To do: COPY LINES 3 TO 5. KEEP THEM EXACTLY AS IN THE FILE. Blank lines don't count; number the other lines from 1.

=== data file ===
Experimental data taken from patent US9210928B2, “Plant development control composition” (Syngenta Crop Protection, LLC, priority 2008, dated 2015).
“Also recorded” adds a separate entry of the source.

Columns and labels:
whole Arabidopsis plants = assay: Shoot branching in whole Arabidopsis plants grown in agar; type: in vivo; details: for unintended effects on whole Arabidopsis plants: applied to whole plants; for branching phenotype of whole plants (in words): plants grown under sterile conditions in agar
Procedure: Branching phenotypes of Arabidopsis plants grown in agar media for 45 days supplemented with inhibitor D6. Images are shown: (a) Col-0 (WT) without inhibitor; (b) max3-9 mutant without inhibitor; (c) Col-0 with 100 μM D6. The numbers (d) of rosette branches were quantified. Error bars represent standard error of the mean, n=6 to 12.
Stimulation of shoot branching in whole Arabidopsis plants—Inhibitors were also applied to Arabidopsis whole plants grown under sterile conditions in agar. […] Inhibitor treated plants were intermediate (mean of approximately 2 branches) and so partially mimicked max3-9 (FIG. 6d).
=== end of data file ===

Columns and labels:
whole Arabidopsis plants = assay: Shoot branching in whole Arabidopsis plants grown in agar; type: in vivo; details: for unintended effects on whole Arabidopsis plants: applied to whole plants; for branching phenotype of whole plants (in words): plants grown under sterile conditions in agar
Procedure: Branching phenotypes of Arabidopsis plants grown in agar media for 45 days supplemented with inhibitor D6. Images are shown: (a) Col-0 (WT) without inhibitor; (b) max3-9 mutant without inhibitor; (c) Col-0 with 100 μM D6. The numbers (d) of rosette branches were quantified. Error bars represent standard error of the mean, n=6 to 12.